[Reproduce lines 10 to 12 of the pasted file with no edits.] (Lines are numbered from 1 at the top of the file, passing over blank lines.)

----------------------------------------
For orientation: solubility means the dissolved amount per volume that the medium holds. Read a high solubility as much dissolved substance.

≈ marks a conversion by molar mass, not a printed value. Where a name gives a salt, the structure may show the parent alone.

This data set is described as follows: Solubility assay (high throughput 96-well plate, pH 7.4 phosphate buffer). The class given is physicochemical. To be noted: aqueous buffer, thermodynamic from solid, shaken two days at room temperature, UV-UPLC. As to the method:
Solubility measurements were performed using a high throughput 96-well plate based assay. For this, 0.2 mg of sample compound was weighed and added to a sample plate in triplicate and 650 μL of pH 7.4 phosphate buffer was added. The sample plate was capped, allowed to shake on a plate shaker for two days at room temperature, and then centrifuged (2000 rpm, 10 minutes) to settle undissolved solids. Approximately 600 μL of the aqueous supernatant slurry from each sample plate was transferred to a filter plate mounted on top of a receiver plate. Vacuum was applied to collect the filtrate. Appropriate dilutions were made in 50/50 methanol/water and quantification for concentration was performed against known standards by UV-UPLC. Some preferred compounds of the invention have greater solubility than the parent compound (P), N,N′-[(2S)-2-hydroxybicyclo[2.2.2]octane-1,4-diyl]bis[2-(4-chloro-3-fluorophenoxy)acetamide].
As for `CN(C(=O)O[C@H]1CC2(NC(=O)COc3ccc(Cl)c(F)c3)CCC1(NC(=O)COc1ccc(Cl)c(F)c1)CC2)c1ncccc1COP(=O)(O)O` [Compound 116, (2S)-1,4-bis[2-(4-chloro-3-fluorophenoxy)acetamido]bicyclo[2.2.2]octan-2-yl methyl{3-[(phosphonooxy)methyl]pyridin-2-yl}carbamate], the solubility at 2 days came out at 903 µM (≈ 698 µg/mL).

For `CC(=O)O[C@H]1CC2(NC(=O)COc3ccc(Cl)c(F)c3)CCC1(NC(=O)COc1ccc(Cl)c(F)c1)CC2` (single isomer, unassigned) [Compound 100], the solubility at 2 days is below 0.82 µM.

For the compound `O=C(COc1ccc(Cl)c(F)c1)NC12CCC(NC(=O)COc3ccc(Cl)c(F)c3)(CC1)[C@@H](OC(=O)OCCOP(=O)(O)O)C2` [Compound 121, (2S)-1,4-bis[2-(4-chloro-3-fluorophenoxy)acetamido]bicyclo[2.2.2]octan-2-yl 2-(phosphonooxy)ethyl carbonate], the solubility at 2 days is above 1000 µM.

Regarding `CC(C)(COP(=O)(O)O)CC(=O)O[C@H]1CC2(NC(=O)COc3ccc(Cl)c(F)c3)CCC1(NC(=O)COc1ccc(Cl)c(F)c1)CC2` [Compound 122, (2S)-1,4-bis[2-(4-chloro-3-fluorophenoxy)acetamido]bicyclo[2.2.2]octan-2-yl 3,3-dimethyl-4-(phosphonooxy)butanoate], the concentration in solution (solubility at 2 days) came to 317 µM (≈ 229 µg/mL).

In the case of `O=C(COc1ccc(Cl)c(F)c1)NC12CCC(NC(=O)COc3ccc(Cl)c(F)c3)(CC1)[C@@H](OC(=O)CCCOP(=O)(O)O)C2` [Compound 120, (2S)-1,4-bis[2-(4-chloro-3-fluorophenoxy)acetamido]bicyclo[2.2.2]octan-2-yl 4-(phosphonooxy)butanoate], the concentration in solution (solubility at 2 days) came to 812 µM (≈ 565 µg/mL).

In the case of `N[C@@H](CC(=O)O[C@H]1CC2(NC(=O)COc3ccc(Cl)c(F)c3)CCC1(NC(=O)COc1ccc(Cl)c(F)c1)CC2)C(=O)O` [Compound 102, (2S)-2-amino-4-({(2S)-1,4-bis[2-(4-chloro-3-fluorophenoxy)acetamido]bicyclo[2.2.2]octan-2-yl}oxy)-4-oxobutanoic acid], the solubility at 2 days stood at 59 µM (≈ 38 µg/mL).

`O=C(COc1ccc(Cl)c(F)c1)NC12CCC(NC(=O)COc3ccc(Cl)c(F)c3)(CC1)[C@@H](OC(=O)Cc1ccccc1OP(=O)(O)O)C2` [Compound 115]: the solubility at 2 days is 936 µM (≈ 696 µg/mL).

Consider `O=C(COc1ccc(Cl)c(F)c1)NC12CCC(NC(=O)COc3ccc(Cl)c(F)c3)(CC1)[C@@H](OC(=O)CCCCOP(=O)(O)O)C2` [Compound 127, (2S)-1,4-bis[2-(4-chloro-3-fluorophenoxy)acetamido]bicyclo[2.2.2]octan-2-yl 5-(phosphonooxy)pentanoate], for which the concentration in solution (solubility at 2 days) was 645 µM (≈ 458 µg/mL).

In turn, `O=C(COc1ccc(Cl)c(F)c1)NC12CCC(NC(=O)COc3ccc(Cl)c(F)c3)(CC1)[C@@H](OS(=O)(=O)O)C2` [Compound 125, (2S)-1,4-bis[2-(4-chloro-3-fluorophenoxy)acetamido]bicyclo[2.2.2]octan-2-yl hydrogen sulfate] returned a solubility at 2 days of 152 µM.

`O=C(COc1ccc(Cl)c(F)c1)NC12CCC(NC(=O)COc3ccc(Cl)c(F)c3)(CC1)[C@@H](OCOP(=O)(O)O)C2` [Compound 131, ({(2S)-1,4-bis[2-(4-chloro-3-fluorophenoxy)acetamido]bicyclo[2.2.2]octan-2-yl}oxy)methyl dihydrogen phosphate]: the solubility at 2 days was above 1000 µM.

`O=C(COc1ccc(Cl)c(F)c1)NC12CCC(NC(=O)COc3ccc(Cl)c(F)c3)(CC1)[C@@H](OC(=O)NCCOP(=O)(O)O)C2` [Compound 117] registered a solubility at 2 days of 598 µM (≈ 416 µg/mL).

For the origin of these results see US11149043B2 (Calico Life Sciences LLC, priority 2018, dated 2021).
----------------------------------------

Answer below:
In the case of `N[C@@H](CC(=O)O[C@H]1CC2(NC(=O)COc3ccc(Cl)c(F)c3)CCC1(NC(=O)COc1ccc(Cl)c(F)c1)CC2)C(=O)O` [Compound 102, (2S)-2-amino-4-({(2S)-1,4-bis[2-(4-chloro-3-fluorophenoxy)acetamido]bicyclo[2.2.2]octan-2-yl}oxy)-4-oxobutanoic acid], the solubility at 2 days stood at 59 µM (≈ 38 µg/mL).

`O=C(COc1ccc(Cl)c(F)c1)NC12CCC(NC(=O)COc3ccc(Cl)c(F)c3)(CC1)[C@@H](OC(=O)Cc1ccccc1OP(=O)(O)O)C2` [Compound 115]: the solubility at 2 days is 936 µM (≈ 696 µg/mL).

Consider `O=C(COc1ccc(Cl)c(F)c1)NC12CCC(NC(=O)COc3ccc(Cl)c(F)c3)(CC1)[C@@H](OC(=O)CCCCOP(=O)(O)O)C2` [Compound 127, (2S)-1,4-bis[2-(4-chloro-3-fluorophenoxy)acetamido]bicyclo[2.2.2]octan-2-yl 5-(phosphonooxy)pentanoate], for which the concentration in solution (solubility at 2 days) was 645 µM (≈ 458 µg/mL).